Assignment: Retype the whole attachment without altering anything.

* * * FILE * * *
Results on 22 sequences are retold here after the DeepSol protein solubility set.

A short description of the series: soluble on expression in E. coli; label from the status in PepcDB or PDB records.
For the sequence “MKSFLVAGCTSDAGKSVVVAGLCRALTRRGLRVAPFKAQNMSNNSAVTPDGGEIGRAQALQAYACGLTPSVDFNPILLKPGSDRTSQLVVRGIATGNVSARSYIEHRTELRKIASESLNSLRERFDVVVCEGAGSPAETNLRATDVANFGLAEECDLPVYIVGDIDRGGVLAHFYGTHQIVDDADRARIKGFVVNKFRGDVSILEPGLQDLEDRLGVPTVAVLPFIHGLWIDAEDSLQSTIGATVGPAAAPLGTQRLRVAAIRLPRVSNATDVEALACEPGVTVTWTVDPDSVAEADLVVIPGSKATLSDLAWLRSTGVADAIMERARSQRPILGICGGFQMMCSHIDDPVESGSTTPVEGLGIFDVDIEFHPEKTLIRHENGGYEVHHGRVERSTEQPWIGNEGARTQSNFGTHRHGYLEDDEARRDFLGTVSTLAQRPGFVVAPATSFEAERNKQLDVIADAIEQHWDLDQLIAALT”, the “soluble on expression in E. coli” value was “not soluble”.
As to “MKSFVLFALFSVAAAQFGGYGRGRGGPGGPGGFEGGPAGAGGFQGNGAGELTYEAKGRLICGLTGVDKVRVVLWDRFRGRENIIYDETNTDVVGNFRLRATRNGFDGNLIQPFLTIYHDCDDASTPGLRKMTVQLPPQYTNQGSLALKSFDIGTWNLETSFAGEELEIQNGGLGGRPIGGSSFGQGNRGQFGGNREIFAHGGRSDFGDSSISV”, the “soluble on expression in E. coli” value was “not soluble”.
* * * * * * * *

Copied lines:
Results on 22 sequences are retold here after the DeepSol protein solubility set.

A short description of the series: soluble on expression in E. coli; label from the status in PepcDB or PDB records.
For the sequence “MKSFLVAGCTSDAGKSVVVAGLCRALTRRGLRVAPFKAQNMSNNSAVTPDGGEIGRAQALQAYACGLTPSVDFNPILLKPGSDRTSQLVVRGIATGNVSARSYIEHRTELRKIASESLNSLRERFDVVVCEGAGSPAETNLRATDVANFGLAEECDLPVYIVGDIDRGGVLAHFYGTHQIVDDADRARIKGFVVNKFRGDVSILEPGLQDLEDRLGVPTVAVLPFIHGLWIDAEDSLQSTIGATVGPAAAPLGTQRLRVAAIRLPRVSNATDVEALACEPGVTVTWTVDPDSVAEADLVVIPGSKATLSDLAWLRSTGVADAIMERARSQRPILGICGGFQMMCSHIDDPVESGSTTPVEGLGIFDVDIEFHPEKTLIRHENGGYEVHHGRVERSTEQPWIGNEGARTQSNFGTHRHGYLEDDEARRDFLGTVSTLAQRPGFVVAPATSFEAERNKQLDVIADAIEQHWDLDQLIAALT”, the “soluble on expression in E. coli” value was “not soluble”.
As to “MKSFVLFALFSVAAAQFGGYGRGRGGPGGPGGFEGGPAGAGGFQGNGAGELTYEAKGRLICGLTGVDKVRVVLWDRFRGRENIIYDETNTDVVGNFRLRATRNGFDGNLIQPFLTIYHDCDDASTPGLRKMTVQLPPQYTNQGSLALKSFDIGTWNLETSFAGEELEIQNGGLGGRPIGGSSFGQGNRGQFGGNREIFAHGGRSDFGDSSISV”, the “soluble on expression in E. coli” value was “not soluble”.